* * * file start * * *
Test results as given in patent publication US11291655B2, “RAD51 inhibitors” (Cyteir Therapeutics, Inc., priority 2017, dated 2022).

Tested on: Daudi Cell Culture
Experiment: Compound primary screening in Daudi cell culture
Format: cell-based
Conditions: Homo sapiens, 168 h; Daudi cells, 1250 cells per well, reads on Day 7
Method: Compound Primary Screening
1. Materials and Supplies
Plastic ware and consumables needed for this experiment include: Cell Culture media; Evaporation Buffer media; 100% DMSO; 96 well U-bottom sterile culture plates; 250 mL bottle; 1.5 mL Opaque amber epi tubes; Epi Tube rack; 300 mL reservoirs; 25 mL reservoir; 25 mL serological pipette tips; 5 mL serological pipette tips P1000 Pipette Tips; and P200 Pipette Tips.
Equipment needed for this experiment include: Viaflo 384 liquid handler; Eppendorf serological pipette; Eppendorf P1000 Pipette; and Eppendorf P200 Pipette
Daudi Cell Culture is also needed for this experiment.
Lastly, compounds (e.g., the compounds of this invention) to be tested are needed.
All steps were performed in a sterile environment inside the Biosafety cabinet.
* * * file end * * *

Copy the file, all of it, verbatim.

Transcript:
Test results as given in patent publication US11291655B2, “RAD51 inhibitors” (Cyteir Therapeutics, Inc., priority 2017, dated 2022).

Tested on: Daudi Cell Culture
Experiment: Compound primary screening in Daudi cell culture
Format: cell-based
Conditions: Homo sapiens, 168 h; Daudi cells, 1250 cells per well, reads on Day 7
Method: Compound Primary Screening
1. Materials and Supplies
Plastic ware and consumables needed for this experiment include: Cell Culture media; Evaporation Buffer media; 100% DMSO; 96 well U-bottom sterile culture plates; 250 mL bottle; 1.5 mL Opaque amber epi tubes; Epi Tube rack; 300 mL reservoirs; 25 mL reservoir; 25 mL serological pipette tips; 5 mL serological pipette tips P1000 Pipette Tips; and P200 Pipette Tips.
Equipment needed for this experiment include: Viaflo 384 liquid handler; Eppendorf serological pipette; Eppendorf P1000 Pipette; and Eppendorf P200 Pipette
Daudi Cell Culture is also needed for this experiment.
Lastly, compounds (e.g., the compounds of this invention) to be tested are needed.
All steps were performed in a sterile environment inside the Biosafety cabinet.